She wrote of oceans and whales and other tales
Young Edgartown girl kept a journal while traveling with her family on a three-year whaling expedition
Never underestimate the power of a girl with a journal and a story to tell; her words may one day make history. In October of 1868, Edgartown’s Laura Jernegan embarked with her family on what would be a three-year voyage aboard the whaling bark Roman. Just 6 years old at the time of the ship’s departure from New Bedford, Laura kept a journal over the ensuing three years, recording everyday life on the whaler as it sailed to the Pacific and beyond. Due to Laura’s keen observations, details can be learned of the expedition even though the Roman’s logbook no longer subsists.
Donated to the Martha’s Vineyard Museum, Laura’s journal has been preserved and digitized, and now lives online as part of a narrative exhibit titled, “Laura Jernegan: Girl on a Whaleship.” Launched in 2010, the website, girlonawhaleship.org, illustrates the distinctive contributions that Martha’s Vineyard residents made to the 19th-century whaling community, and enables Laura’s fascinating story to be told.
Nancy Cole, the museum’s former education director, led the “Girl on a Whaleship” project, which was inspired by the museum staff’s desire to create an online exhibit that would be engaging, educational and accessible from anywhere. To fund the project, Cole obtained grants from the National Endowment for the Humanities. “We were taking this little, local story,” says Cole, “the story of a little girl here who was part of a much bigger story in our nation’s history—the whole whaling industry—and through the website we were able to share it with people all over the world.”
The exhibit includes a timeline of the history of whaling, a map of whaling hotbeds and common whaling ship routes, photographs of artifacts from the Roman, and a picture gallery containing original artwork from logbooks and portraits of Laura at various ages. The gallery also displays many images depicting the whaling industry, including artists’ renditions of life aboard a whaleship.
Aboard the Roman, Laura had the responsibility of watching over her brother, Prescott, who was 2 years old when the venture began. En route, Laura’s mother, Helen Jernegan, taught her to read and write, and encouraged her to make journal entries in order to practice. In her journal, Laura may have been mimicking her father, the Roman’s captain, Jared Jernegan, since her formal writing style and precise, yet simple descriptions reflect that of a ship logbook.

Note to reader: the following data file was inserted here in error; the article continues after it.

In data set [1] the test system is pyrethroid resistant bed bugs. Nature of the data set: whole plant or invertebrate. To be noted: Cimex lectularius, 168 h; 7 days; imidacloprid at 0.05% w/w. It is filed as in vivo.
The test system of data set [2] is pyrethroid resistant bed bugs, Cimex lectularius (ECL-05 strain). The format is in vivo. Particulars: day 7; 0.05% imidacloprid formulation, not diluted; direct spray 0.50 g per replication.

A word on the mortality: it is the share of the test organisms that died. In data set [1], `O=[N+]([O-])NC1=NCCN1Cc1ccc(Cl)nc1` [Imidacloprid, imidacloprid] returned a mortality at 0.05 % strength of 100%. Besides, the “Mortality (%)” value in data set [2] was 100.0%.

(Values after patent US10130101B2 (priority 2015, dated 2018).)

On December 7, 1868, for example, Laura wrote the following in carefully drawn capital letters: “The men are boiling the blubber that makes the oil.” Three days later, she wrote of the weather and other activities she observed aboard the ship. “We had a tempest last night and a squall this morning. Papa spoke the ship Chnticleer [sic]. And reported our oil. We have 60 barrels of sperm oil.”
Thanks to Laura’s 42-page journal, museum staff were able to compile a better picture of the Roman’s endeavors. Anna Carringer, the museum’s assistant curator, says the journal’s value was apparent upon its donation to the museum. “We recognized early on how important it was,” she says, adding that a physical exhibit showcasing Laura’s journal, which preceded the online version, had been a success.
As the Roman’s journey—and Laura’s journal—progresses, the young writer’s sentences grow more complex, and she begins writing in cursive. On February 21, 1871, she wrote about the processing of whale blubber: “It is quite pleasant today. The men are cutting in the whales. They smell dreadfully. We got a whale that made 75 barrels. The whale’s head made 20 barrels of oil. […] I am going up on deck. The men have just begun to boil out the blubber.”
Although it could be lucrative, whaling was far from a glamorous profession, and Laura’s vivid accounts of rough weather and the stench of dying whales give just that impression. Skip Finley, director of sales and marketing for The Vineyard Gazette Media Group, explains that life aboard whaling ships could be uncomfortable and isolating. “It is an awful experience from start to finish,” says Finley. “Whalers ate rotten food and received poor treatment.” Finley, who is currently working on a book about black whaling captains, says the dangerous profession could also prove fruitless at the end of a journey. “They could see just 20 whales,” he says, “in four years.”
Ann DuCharme, the museum’s education director, utilizes the online exhibit as a teaching tool for elementary students on the Vineyard. “We love Laura,” says DuCharme. “The students love her, too. They see her as a peer. They can identify with the amateur sentence structure and the spelling errors.” Another signature of Laura’s journal is the way she signed off each entry with “Goodbye for To Day.” DuCharme notes that many students who read the journal connect with this. “Laura addresses her journal like a companion,” she says, “which seems to resonate with them.”
DuCharme says Laura’s journal is also a great resource for teaching about geography and whaling, and can help young people appreciate that their words can hold power. “I want my students to know that history is real,” she says. “Kids like them made history, and their story is important. The Vineyard is their story, and they can write their own story for others to find, just like Laura.”